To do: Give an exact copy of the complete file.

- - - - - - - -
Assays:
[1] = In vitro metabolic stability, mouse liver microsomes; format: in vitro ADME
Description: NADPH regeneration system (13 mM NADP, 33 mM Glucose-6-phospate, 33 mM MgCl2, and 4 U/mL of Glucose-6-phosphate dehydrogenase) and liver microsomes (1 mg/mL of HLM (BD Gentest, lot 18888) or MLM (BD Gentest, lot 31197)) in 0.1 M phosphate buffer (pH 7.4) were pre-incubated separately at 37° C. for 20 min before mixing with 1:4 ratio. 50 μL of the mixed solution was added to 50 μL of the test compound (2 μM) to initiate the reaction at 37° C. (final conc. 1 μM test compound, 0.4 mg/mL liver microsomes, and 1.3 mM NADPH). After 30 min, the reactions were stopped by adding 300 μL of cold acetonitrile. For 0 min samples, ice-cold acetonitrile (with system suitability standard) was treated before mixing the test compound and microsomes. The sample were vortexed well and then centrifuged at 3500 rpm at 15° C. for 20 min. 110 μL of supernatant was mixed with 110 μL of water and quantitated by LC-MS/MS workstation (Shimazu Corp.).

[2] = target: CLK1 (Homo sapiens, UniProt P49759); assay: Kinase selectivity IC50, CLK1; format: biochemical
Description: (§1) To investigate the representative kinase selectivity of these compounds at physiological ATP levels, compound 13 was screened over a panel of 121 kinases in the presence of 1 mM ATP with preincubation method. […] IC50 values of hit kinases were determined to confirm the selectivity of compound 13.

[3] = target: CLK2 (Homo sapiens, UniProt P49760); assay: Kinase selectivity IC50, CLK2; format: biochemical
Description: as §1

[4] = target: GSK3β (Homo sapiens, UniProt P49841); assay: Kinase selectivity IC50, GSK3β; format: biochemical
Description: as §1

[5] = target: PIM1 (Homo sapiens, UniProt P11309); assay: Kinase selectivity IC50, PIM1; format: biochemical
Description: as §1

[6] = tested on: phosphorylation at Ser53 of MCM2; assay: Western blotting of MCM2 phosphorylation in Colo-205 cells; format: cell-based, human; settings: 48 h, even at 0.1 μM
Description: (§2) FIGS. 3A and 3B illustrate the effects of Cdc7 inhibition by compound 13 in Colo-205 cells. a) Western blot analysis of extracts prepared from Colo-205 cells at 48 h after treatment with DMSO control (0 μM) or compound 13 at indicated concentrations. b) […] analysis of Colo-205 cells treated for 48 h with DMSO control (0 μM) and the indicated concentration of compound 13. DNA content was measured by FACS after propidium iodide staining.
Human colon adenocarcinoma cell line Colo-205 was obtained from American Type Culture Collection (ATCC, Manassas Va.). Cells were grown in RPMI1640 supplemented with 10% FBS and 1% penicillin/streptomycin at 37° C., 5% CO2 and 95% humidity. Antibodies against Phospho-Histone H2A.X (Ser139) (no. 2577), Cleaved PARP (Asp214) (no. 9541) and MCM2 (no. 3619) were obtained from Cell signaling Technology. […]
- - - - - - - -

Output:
Assays:
[1] = In vitro metabolic stability, mouse liver microsomes; format: in vitro ADME
Description: NADPH regeneration system (13 mM NADP, 33 mM Glucose-6-phospate, 33 mM MgCl2, and 4 U/mL of Glucose-6-phosphate dehydrogenase) and liver microsomes (1 mg/mL of HLM (BD Gentest, lot 18888) or MLM (BD Gentest, lot 31197)) in 0.1 M phosphate buffer (pH 7.4) were pre-incubated separately at 37° C. for 20 min before mixing with 1:4 ratio. 50 μL of the mixed solution was added to 50 μL of the test compound (2 μM) to initiate the reaction at 37° C. (final conc. 1 μM test compound, 0.4 mg/mL liver microsomes, and 1.3 mM NADPH). After 30 min, the reactions were stopped by adding 300 μL of cold acetonitrile. For 0 min samples, ice-cold acetonitrile (with system suitability standard) was treated before mixing the test compound and microsomes. The sample were vortexed well and then centrifuged at 3500 rpm at 15° C. for 20 min. 110 μL of supernatant was mixed with 110 μL of water and quantitated by LC-MS/MS workstation (Shimazu Corp.).

[2] = target: CLK1 (Homo sapiens, UniProt P49759); assay: Kinase selectivity IC50, CLK1; format: biochemical
Description: (§1) To investigate the representative kinase selectivity of these compounds at physiological ATP levels, compound 13 was screened over a panel of 121 kinases in the presence of 1 mM ATP with preincubation method. […] IC50 values of hit kinases were determined to confirm the selectivity of compound 13.

[3] = target: CLK2 (Homo sapiens, UniProt P49760); assay: Kinase selectivity IC50, CLK2; format: biochemical
Description: as §1

[4] = target: GSK3β (Homo sapiens, UniProt P49841); assay: Kinase selectivity IC50, GSK3β; format: biochemical
Description: as §1

[5] = target: PIM1 (Homo sapiens, UniProt P11309); assay: Kinase selectivity IC50, PIM1; format: biochemical
Description: as §1

[6] = tested on: phosphorylation at Ser53 of MCM2; assay: Western blotting of MCM2 phosphorylation in Colo-205 cells; format: cell-based, human; settings: 48 h, even at 0.1 μM
Description: (§2) FIGS. 3A and 3B illustrate the effects of Cdc7 inhibition by compound 13 in Colo-205 cells. a) Western blot analysis of extracts prepared from Colo-205 cells at 48 h after treatment with DMSO control (0 μM) or compound 13 at indicated concentrations. b) […] analysis of Colo-205 cells treated for 48 h with DMSO control (0 μM) and the indicated concentration of compound 13. DNA content was measured by FACS after propidium iodide staining.
Human colon adenocarcinoma cell line Colo-205 was obtained from American Type Culture Collection (ATCC, Manassas Va.). Cells were grown in RPMI1640 supplemented with 10% FBS and 1% penicillin/streptomycin at 37° C., 5% CO2 and 95% humidity. Antibodies against Phospho-Histone H2A.X (Ser139) (no. 2577), Cleaved PARP (Asp214) (no. 9541) and MCM2 (no. 3619) were obtained from Cell signaling Technology. […]